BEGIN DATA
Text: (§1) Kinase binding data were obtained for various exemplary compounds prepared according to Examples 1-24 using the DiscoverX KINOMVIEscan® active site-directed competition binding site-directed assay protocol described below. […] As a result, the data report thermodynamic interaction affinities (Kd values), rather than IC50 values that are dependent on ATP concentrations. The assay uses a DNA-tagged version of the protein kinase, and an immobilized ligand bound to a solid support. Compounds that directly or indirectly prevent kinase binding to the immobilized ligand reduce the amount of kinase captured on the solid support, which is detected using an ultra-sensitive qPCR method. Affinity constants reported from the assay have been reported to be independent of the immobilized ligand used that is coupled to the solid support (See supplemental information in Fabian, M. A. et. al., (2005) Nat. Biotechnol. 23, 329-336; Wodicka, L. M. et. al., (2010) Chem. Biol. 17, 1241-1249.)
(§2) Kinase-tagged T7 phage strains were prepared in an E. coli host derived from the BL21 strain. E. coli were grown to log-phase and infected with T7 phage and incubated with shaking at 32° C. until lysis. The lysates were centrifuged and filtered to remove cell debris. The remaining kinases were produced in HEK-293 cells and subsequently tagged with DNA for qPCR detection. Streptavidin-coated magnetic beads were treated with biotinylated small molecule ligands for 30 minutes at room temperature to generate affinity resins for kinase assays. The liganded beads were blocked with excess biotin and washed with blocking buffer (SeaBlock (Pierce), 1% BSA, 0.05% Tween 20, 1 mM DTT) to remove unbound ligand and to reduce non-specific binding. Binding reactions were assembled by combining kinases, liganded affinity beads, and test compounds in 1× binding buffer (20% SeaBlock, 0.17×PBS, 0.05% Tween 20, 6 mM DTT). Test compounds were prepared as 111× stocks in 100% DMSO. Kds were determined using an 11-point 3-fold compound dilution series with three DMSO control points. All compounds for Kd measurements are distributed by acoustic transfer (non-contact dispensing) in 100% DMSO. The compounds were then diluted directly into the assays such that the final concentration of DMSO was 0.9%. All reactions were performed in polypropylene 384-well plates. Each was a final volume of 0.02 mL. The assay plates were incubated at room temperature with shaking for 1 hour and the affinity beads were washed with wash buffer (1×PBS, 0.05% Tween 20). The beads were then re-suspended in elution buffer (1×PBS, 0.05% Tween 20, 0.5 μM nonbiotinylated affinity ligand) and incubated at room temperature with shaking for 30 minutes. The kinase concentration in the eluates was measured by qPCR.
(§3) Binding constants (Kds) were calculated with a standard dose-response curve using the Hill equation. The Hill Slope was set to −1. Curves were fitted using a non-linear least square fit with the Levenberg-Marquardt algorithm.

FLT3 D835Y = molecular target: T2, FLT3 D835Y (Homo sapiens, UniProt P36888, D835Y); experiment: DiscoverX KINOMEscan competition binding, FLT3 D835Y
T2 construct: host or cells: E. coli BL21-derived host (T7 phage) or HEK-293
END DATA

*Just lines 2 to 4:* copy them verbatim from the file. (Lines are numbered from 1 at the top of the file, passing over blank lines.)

(§2) Kinase-tagged T7 phage strains were prepared in an E. coli host derived from the BL21 strain. E. coli were grown to log-phase and infected with T7 phage and incubated with shaking at 32° C. until lysis. The lysates were centrifuged and filtered to remove cell debris. The remaining kinases were produced in HEK-293 cells and subsequently tagged with DNA for qPCR detection. Streptavidin-coated magnetic beads were treated with biotinylated small molecule ligands for 30 minutes at room temperature to generate affinity resins for kinase assays. The liganded beads were blocked with excess biotin and washed with blocking buffer (SeaBlock (Pierce), 1% BSA, 0.05% Tween 20, 1 mM DTT) to remove unbound ligand and to reduce non-specific binding. Binding reactions were assembled by combining kinases, liganded affinity beads, and test compounds in 1× binding buffer (20% SeaBlock, 0.17×PBS, 0.05% Tween 20, 6 mM DTT). Test compounds were prepared as 111× stocks in 100% DMSO. Kds were determined using an 11-point 3-fold compound dilution series with three DMSO control points. All compounds for Kd measurements are distributed by acoustic transfer (non-contact dispensing) in 100% DMSO. The compounds were then diluted directly into the assays such that the final concentration of DMSO was 0.9%. All reactions were performed in polypropylene 384-well plates. Each was a final volume of 0.02 mL. The assay plates were incubated at room temperature with shaking for 1 hour and the affinity beads were washed with wash buffer (1×PBS, 0.05% Tween 20). The beads were then re-suspended in elution buffer (1×PBS, 0.05% Tween 20, 0.5 μM nonbiotinylated affinity ligand) and incubated at room temperature with shaking for 30 minutes. The kinase concentration in the eluates was measured by qPCR.
(§3) Binding constants (Kds) were calculated with a standard dose-response curve using the Hill equation. The Hill Slope was set to −1. Curves were fitted using a non-linear least square fit with the Levenberg-Marquardt algorithm.

FLT3 D835Y = molecular target: T2, FLT3 D835Y (Homo sapiens, UniProt P36888, D835Y); experiment: DiscoverX KINOMEscan competition binding, FLT3 D835Y